Hierarchical query with nodes from different tables – DEPT and EMP nodes in one tree

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Hierarchical queries using CONNECT BY logic are discussed quite frequently. Often in terms of EMP, the famous demo table that has a self referencing foreign key – MGR to EMPNO – that allows a tree-style resultset, representing the organization hierarchy. Hierarchical queries can be created across multiple tables, as I have discussed in the post on Bill of Materials, where I used a self-referencing intersection table as basis for a hierarchical query, see Bill of Materials and Hierarchical Queries – Which Component contains a component that….

When it comes to presenting a tree-style user interface widget, it is not uncommon to see nodes representing records in different tables. For example the Tree in the Repository Object Navigator in Oracle Designer contains Entities, Attributes, Table Definitions, Columns etc., alle records in different tables (at least as of Designer 6i). The Tree in Forms Builder contains Blocks, Triggers, Items etc. A tree in a typical HRM application might contain Department nodes as well as Employee nodes. See for example:

One way of constructing such a tree in a single query, is the following:

with emps as
(
select deptno empno  -- the department nodes; the referenced key simulates the EMP key
,      dname  ename
,      -1     mgr -- the reference to parent nodes; not applicable to DEPT nodes
from   dept
union
select empno -- the highest-level employee nodes, the link between DEPT and EMP nodes
,      ename
,      deptno mgr -- this interface layer, bridge between EMP and DEPT nodes, uses its DEPT references as a simulated MGR Parent-node reference
from   emp
where  job ='MANAGER'
or     mgr is null
union
select empno -- all EMP-nodes
,      ename
,      mgr
from   emp
)
select lpad(' ', level*3)||ename ename
from   emps
connect
by     prior empno = mgr
start
with   mgr = -1
/

The results are:

   ACCOUNTING
      CLARK
         MILLER
      KING
         JONES
            SCOTT
               ADAMS
            FORD
               SMITH
                  TURNER
                     MARTIN
         BLAKE
            ALLEN
            WARD
            JAMES
         CLARK
            MILLER
   RESEARCH
   SALES
      BLAKE
         ALLEN
         WARD
         JAMES
   OPERATIONS

24 rows selected.

Now we would like to find all Employees whose name contain an A (where ename like ‘%A’). And we would like to present those records in a tree-like structure. The query for this looks like:

with emps as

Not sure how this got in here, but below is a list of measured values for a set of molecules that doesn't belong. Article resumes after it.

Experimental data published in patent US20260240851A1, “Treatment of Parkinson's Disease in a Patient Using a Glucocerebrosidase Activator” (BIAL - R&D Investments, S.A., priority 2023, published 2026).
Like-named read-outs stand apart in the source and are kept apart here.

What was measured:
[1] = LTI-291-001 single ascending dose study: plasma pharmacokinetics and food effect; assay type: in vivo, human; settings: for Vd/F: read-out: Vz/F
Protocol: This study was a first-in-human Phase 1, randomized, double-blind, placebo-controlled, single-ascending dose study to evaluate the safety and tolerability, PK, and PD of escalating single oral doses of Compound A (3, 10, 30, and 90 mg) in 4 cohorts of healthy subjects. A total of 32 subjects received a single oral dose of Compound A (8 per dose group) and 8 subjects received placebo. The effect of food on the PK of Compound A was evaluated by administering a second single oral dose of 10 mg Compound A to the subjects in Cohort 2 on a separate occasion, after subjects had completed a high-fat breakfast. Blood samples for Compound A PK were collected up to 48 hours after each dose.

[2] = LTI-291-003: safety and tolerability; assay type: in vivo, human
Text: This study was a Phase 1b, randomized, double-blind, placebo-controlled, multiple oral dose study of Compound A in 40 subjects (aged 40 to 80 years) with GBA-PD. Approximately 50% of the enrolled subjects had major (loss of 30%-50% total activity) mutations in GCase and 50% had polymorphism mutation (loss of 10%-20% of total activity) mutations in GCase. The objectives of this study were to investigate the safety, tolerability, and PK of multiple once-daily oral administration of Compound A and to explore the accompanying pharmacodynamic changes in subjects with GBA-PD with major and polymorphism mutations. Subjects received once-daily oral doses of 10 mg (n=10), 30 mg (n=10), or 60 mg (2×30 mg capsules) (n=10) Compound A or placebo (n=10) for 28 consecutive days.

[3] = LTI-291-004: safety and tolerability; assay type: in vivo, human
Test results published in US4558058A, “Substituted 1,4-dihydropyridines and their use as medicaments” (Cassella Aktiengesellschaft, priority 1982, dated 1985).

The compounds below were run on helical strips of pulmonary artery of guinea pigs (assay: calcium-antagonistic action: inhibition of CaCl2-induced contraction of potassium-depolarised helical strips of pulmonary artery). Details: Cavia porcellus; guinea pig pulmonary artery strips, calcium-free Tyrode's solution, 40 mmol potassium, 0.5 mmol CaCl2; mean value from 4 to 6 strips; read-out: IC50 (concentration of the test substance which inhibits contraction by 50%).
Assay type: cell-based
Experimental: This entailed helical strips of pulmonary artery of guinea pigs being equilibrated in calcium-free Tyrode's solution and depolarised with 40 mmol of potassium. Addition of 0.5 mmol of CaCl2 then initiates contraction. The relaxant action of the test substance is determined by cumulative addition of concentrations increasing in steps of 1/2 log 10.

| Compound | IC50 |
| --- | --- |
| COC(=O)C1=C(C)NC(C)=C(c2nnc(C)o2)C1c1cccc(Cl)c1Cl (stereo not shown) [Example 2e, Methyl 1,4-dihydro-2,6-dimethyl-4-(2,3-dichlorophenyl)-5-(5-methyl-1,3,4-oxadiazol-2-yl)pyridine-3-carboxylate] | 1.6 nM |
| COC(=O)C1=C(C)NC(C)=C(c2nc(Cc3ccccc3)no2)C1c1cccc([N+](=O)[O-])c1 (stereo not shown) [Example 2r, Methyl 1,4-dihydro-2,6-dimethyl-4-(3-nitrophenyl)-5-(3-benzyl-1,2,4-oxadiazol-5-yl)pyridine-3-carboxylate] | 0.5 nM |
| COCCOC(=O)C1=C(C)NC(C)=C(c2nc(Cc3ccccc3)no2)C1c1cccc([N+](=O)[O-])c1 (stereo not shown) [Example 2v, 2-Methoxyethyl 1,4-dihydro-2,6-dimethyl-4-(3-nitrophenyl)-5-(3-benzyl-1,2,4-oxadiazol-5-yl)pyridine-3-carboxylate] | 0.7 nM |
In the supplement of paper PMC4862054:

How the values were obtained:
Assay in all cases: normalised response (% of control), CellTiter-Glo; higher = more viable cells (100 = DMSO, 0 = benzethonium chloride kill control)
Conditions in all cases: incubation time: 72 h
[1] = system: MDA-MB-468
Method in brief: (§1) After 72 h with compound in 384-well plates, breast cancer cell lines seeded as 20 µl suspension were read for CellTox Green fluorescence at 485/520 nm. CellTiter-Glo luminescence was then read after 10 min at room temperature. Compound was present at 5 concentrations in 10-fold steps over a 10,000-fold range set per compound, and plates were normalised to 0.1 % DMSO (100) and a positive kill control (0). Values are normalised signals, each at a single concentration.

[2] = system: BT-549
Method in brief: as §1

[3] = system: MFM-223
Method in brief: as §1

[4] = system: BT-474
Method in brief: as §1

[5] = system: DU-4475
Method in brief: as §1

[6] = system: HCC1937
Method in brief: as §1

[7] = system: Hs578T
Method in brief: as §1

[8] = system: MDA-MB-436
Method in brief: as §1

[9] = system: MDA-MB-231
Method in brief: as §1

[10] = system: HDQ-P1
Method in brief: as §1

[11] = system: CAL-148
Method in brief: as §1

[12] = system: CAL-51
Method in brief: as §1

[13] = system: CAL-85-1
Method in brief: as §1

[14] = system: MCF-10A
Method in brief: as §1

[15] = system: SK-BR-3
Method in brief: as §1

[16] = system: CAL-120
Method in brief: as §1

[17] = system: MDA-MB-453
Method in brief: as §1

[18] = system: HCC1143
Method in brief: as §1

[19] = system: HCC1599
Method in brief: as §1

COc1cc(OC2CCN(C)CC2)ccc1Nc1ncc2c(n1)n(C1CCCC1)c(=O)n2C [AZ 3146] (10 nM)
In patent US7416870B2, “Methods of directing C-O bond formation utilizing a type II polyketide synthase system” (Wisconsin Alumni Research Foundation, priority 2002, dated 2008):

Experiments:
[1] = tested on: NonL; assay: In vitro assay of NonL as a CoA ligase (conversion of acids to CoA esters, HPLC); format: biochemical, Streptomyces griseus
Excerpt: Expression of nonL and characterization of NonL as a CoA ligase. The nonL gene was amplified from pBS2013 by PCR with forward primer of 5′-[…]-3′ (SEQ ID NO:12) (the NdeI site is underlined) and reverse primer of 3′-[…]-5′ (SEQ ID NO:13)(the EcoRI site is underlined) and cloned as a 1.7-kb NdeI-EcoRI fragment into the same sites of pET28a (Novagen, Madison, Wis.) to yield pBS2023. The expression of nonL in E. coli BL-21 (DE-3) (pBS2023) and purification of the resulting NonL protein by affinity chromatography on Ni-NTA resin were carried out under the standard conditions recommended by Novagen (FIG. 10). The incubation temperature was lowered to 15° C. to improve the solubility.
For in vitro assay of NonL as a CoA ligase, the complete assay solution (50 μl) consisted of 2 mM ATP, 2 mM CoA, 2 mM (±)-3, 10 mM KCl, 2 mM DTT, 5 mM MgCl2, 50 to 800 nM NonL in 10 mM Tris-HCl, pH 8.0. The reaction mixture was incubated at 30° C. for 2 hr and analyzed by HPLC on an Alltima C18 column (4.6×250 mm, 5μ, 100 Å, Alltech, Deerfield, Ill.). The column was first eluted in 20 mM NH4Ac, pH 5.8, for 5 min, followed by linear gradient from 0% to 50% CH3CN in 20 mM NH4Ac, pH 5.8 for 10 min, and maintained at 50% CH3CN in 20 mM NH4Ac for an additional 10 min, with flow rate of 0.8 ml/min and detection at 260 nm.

(
select deptno empno  -- the department nodes; the referenced key simulates the EMP key
,      dname  ename
,      -1     mgr -- the reference to parent nodes; not applicable to DEPT nodes
,      null   marker
from   dept
union
select empno -- the highest-level employee nodes, the link between DEPT and EMP nodes
,      ename
,      deptno mgr -- this interface layer, bridge between EMP and DEPT nodes, uses its DEPT refe
,      case
       when ename like '%A%'
       then 'X'
       end  marker
from   emp
where  job ='MANAGER'
or     mgr is null
union
select empno -- all EMP-nodes
,      ename
,      mgr
,      case
       when ename like '%A%'
       then 'X'
       end  marker
from   emp
)
,  tree_nodes as
(
select distinct
       ename
,      empno
,      mgr
from   emps
connect
by     PRIOR mgr=empno -- note that the connect by condition is exactly the reverse of the one
start
with   marker is not null
)
select  lpad(' ' , level * 4)||ename
from    tree_nodes
connect by prior empno = mgr
start with mgr = -1
/

following the approach discussed in Selecting a ‘pruned tree’ with selected nodes and all their ancestors – Hierarchical SQL Queries and Bottom-Up Trees . The query result looks like:

LPAD('',LEVEL*4)||ENAME
--------------------------------------------------------------------------------
    ACCOUNTING
        CLARK
        KING
            BLAKE
                ALLEN
                JAMES
                WARD
            CLARK
            JONES
                FORD
                    SMITH
                        TURNER
                            MARTIN
                SCOTT
                    ADAMS
    SALES
        BLAKE
            ALLEN
            JAMES
            WARD

Resources

Querying Hierarchies: Top-of-the-Line Support – part 2 by Jonathan Gennick

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About Author

Lucas Jellema, active in IT (and with Oracle) since 1994. Oracle ACE Director for Fusion Middleware. Consultant, trainer and instructor on diverse areas including Oracle Database (SQL & PLSQL), Service Oriented Architecture, BPM, ADF, Java in various shapes and forms and many other things. Author of the Oracle Press book: Oracle SOA Suite 11g Handbook. Frequent presenter on conferences such as JavaOne, Oracle OpenWorld, ODTUG Kaleidoscope, Devoxx and OBUG. Presenter for Oracle University Celebrity specials.

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